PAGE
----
Man’s Principal Sense Organs

Of the six principal sense organs three are the most important to us. We can lose the sense of taste and, cer­tainly, smell, and not even bother about it. One could even somehow put up with the loss of the sense of touch, but the loss of vision, hearing, or sense of equilibrium seriously incapacitates a person. These are the principal senses we use to perceive the world we live in.

Man’s main sense organs do not always coincide in importance with the main analysers in animals. Many repre­sentatives of the animal kingdom have very feeble vision and some are completely blind. Others are deaf, or only hear very badly, and yet they still manage quite well. As to the organ of equilibrium, this is an extremely important analyser and almost all multicellular animals have it.

Even in unicellular animals zoologists have discovered certain structures remotely resembling the organ of equilibrium of higher animals. The parasitic infusoria possess a device of this sort. They have a special vacuole, a small peripheral sac with some crystalline inclusions, similar in structure to the statocyst (the sac of the labyrinth maintaining static equilibrium) in multicellular animals. If it is some day discovered that the vacuole does indeed fulfill the same function, it will not be surprising. There are many remote corners on our planet plunged in pitch-darkness, many spots where no sound ever penetrates, but the Earth gravity is ubiquitous and inescapable.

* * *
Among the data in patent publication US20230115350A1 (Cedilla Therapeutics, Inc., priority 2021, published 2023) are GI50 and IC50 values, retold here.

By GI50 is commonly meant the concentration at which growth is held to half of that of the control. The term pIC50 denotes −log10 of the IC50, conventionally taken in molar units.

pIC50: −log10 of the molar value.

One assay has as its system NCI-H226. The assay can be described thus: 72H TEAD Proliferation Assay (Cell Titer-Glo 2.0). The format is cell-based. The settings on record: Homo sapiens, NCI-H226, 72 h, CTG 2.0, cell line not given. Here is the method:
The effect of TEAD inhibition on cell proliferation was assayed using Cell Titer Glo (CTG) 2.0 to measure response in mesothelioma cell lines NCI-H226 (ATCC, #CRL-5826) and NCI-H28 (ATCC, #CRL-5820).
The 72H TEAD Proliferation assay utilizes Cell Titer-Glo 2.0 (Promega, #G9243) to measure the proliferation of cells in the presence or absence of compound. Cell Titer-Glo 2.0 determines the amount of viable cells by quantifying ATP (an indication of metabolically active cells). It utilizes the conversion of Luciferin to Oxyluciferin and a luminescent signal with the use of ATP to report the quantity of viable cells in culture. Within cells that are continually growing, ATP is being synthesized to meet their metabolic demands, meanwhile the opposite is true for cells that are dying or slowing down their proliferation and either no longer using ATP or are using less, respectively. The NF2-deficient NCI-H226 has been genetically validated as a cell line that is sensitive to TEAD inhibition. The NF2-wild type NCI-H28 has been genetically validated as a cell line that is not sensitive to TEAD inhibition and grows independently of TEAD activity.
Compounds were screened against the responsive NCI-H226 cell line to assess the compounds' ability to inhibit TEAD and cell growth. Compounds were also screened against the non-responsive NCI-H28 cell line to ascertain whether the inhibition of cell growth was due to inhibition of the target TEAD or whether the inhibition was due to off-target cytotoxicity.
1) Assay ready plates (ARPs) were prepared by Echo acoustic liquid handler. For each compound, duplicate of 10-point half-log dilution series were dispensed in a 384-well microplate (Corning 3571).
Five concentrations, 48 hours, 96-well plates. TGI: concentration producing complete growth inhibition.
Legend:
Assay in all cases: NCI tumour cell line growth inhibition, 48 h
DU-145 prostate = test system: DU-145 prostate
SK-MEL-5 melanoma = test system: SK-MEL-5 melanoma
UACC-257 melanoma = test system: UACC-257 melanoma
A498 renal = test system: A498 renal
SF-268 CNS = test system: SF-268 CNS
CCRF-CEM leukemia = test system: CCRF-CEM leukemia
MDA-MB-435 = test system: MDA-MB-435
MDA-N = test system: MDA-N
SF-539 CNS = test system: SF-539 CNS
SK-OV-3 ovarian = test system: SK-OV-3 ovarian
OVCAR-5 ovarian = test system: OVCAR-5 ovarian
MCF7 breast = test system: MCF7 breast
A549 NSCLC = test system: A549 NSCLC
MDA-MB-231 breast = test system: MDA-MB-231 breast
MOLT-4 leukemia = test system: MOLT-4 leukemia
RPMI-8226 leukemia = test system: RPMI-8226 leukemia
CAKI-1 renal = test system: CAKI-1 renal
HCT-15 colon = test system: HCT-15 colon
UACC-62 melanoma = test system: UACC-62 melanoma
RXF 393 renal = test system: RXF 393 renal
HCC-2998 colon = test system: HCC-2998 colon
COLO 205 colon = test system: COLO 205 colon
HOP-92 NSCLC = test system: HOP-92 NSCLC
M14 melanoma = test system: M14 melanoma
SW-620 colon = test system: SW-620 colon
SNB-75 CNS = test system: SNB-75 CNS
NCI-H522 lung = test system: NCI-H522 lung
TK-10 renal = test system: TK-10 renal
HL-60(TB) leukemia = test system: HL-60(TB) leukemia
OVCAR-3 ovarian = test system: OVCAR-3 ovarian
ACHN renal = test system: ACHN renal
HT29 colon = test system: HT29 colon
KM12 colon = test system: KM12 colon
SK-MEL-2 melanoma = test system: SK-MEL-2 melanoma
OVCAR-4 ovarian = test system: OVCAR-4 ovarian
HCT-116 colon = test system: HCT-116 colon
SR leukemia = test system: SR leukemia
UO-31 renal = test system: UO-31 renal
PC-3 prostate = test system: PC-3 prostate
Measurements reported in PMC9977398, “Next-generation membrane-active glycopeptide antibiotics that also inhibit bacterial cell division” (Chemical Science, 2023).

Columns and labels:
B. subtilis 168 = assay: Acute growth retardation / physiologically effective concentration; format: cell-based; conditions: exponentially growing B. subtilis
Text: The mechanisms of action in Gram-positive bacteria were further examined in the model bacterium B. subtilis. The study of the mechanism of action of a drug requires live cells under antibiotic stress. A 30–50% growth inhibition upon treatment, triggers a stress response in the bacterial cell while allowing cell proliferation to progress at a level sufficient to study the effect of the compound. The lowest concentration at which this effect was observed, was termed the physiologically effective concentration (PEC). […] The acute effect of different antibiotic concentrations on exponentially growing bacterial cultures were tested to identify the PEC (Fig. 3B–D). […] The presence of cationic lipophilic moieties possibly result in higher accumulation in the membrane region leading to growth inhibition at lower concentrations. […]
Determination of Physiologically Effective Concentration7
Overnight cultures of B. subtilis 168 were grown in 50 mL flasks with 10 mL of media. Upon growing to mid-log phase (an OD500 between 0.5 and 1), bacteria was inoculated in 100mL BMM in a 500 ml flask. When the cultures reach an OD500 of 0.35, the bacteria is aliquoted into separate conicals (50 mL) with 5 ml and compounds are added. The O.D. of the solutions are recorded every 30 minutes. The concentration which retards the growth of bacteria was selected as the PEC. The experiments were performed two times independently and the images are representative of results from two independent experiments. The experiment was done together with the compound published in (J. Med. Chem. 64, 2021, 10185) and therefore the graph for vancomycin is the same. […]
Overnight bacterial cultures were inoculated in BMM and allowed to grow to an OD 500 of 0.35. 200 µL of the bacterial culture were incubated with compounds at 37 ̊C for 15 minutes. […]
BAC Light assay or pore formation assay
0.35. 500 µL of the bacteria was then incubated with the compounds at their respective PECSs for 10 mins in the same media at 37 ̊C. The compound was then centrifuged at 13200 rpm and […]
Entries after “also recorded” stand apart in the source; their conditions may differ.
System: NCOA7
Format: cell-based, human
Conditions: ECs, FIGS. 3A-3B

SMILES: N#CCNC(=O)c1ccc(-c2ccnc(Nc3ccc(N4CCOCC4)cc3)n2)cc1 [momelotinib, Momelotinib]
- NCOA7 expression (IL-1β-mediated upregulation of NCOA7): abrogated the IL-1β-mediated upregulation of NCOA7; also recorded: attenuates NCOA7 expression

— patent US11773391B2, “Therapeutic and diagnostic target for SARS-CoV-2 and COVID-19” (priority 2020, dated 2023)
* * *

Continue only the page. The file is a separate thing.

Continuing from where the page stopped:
There are grounds for believing that light has played an active part in the origination of life. At any rate, light sensitivity, which seems to have been possessed even by primary living matter, soon gave rise to a special organ, the organ of vision. Even contemporary unicellular flagel-lata perceive light. The unicellular animals, particularly the Peridinia, many of which can themselves emit light, have rather large eyes. Their eyes are a bowl-shaped accumu­lation of reddish, fat-like, light-sensitive pigment located in the anterior part of the Peridinia, at the base of the flagellum. In the pigment there is a transparent grain of starch which serves to refract and focus light.

Of the three main sense organs which are most essen­tial to man, the two oldest are the organs of vision and equilibrium. These organs which are, on the whole, very dissimilar, have one interesting feature in common. Although the organs of vision and equilibrium have greatly modi­fied in the process of their evolution and perfection, they differ less in design and specific function than the acoustic analysers and the sound receptors in various animals. This is obviously because the organs of vision and equilibrium were both shaped under the impact of some single, constant global factor; the sense of equilibrium was formed under the influence of the Earth gravity, and vision under the impact of sunlight. But on the Earth there has never been any unique and standard source of sound.

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